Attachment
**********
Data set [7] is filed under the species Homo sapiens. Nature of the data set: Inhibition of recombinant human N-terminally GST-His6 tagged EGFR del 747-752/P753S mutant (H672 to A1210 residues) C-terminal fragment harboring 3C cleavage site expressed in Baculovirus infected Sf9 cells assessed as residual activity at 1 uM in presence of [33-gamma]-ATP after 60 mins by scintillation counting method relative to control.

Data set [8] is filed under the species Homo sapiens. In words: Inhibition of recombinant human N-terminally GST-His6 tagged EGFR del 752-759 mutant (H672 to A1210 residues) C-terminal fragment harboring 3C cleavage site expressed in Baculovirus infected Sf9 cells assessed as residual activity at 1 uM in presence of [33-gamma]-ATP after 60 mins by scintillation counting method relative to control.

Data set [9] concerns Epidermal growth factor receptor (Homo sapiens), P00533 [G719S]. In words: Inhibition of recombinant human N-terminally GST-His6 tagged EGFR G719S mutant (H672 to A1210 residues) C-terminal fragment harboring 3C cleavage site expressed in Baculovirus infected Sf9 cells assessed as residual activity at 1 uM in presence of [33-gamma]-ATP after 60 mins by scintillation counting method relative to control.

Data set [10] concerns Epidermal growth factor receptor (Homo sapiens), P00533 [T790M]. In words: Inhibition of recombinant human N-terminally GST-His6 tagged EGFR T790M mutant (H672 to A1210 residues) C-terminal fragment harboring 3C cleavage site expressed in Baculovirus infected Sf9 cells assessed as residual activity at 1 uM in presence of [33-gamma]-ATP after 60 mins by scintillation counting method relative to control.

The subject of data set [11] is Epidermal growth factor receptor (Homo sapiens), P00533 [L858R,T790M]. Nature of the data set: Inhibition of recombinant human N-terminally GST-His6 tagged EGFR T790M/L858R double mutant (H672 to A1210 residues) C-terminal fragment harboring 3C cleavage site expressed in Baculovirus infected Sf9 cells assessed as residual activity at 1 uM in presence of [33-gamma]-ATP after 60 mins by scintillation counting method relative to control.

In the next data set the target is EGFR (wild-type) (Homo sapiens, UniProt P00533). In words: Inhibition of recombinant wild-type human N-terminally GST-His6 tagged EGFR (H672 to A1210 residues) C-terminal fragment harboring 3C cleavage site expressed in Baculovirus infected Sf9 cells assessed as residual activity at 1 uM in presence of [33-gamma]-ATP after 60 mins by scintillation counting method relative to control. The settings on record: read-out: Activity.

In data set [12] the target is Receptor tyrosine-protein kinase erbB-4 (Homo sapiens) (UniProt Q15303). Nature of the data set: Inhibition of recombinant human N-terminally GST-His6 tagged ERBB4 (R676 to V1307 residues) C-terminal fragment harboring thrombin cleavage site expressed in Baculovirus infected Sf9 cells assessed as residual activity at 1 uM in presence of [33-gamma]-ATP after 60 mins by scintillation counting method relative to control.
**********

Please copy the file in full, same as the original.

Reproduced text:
Data set [7] is filed under the species Homo sapiens. Nature of the data set: Inhibition of recombinant human N-terminally GST-His6 tagged EGFR del 747-752/P753S mutant (H672 to A1210 residues) C-terminal fragment harboring 3C cleavage site expressed in Baculovirus infected Sf9 cells assessed as residual activity at 1 uM in presence of [33-gamma]-ATP after 60 mins by scintillation counting method relative to control.

Data set [8] is filed under the species Homo sapiens. In words: Inhibition of recombinant human N-terminally GST-His6 tagged EGFR del 752-759 mutant (H672 to A1210 residues) C-terminal fragment harboring 3C cleavage site expressed in Baculovirus infected Sf9 cells assessed as residual activity at 1 uM in presence of [33-gamma]-ATP after 60 mins by scintillation counting method relative to control.

Data set [9] concerns Epidermal growth factor receptor (Homo sapiens), P00533 [G719S]. In words: Inhibition of recombinant human N-terminally GST-His6 tagged EGFR G719S mutant (H672 to A1210 residues) C-terminal fragment harboring 3C cleavage site expressed in Baculovirus infected Sf9 cells assessed as residual activity at 1 uM in presence of [33-gamma]-ATP after 60 mins by scintillation counting method relative to control.

Data set [10] concerns Epidermal growth factor receptor (Homo sapiens), P00533 [T790M]. In words: Inhibition of recombinant human N-terminally GST-His6 tagged EGFR T790M mutant (H672 to A1210 residues) C-terminal fragment harboring 3C cleavage site expressed in Baculovirus infected Sf9 cells assessed as residual activity at 1 uM in presence of [33-gamma]-ATP after 60 mins by scintillation counting method relative to control.

The subject of data set [11] is Epidermal growth factor receptor (Homo sapiens), P00533 [L858R,T790M]. Nature of the data set: Inhibition of recombinant human N-terminally GST-His6 tagged EGFR T790M/L858R double mutant (H672 to A1210 residues) C-terminal fragment harboring 3C cleavage site expressed in Baculovirus infected Sf9 cells assessed as residual activity at 1 uM in presence of [33-gamma]-ATP after 60 mins by scintillation counting method relative to control.

In the next data set the target is EGFR (wild-type) (Homo sapiens, UniProt P00533). In words: Inhibition of recombinant wild-type human N-terminally GST-His6 tagged EGFR (H672 to A1210 residues) C-terminal fragment harboring 3C cleavage site expressed in Baculovirus infected Sf9 cells assessed as residual activity at 1 uM in presence of [33-gamma]-ATP after 60 mins by scintillation counting method relative to control. The settings on record: read-out: Activity.

In data set [12] the target is Receptor tyrosine-protein kinase erbB-4 (Homo sapiens) (UniProt Q15303). Nature of the data set: Inhibition of recombinant human N-terminally GST-His6 tagged ERBB4 (R676 to V1307 residues) C-terminal fragment harboring thrombin cleavage site expressed in Baculovirus infected Sf9 cells assessed as residual activity at 1 uM in presence of [33-gamma]-ATP after 60 mins by scintillation counting method relative to control.